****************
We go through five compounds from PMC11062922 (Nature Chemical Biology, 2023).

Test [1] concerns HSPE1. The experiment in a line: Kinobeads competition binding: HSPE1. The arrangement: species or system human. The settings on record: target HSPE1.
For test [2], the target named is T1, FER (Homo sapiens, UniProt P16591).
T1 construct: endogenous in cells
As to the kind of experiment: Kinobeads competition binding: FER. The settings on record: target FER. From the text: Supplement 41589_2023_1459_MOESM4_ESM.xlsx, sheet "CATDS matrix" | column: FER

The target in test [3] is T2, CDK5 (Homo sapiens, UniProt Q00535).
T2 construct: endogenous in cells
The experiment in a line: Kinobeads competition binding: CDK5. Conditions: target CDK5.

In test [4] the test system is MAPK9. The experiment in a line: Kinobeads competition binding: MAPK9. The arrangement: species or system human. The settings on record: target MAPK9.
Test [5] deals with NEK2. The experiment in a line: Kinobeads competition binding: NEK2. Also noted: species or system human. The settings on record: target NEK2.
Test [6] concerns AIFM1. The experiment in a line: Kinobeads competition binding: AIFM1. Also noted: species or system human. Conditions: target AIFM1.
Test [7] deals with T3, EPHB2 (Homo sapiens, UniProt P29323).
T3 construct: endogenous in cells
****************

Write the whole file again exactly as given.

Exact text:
We go through five compounds from PMC11062922 (Nature Chemical Biology, 2023).

Test [1] concerns HSPE1. The experiment in a line: Kinobeads competition binding: HSPE1. The arrangement: species or system human. The settings on record: target HSPE1.
For test [2], the target named is T1, FER (Homo sapiens, UniProt P16591).
T1 construct: endogenous in cells
As to the kind of experiment: Kinobeads competition binding: FER. The settings on record: target FER. From the text: Supplement 41589_2023_1459_MOESM4_ESM.xlsx, sheet "CATDS matrix" | column: FER

The target in test [3] is T2, CDK5 (Homo sapiens, UniProt Q00535).
T2 construct: endogenous in cells
The experiment in a line: Kinobeads competition binding: CDK5. Conditions: target CDK5.

In test [4] the test system is MAPK9. The experiment in a line: Kinobeads competition binding: MAPK9. The arrangement: species or system human. The settings on record: target MAPK9.
Test [5] deals with NEK2. The experiment in a line: Kinobeads competition binding: NEK2. Also noted: species or system human. The settings on record: target NEK2.
Test [6] concerns AIFM1. The experiment in a line: Kinobeads competition binding: AIFM1. Also noted: species or system human. Conditions: target AIFM1.
Test [7] deals with T3, EPHB2 (Homo sapiens, UniProt P29323).
T3 construct: endogenous in cells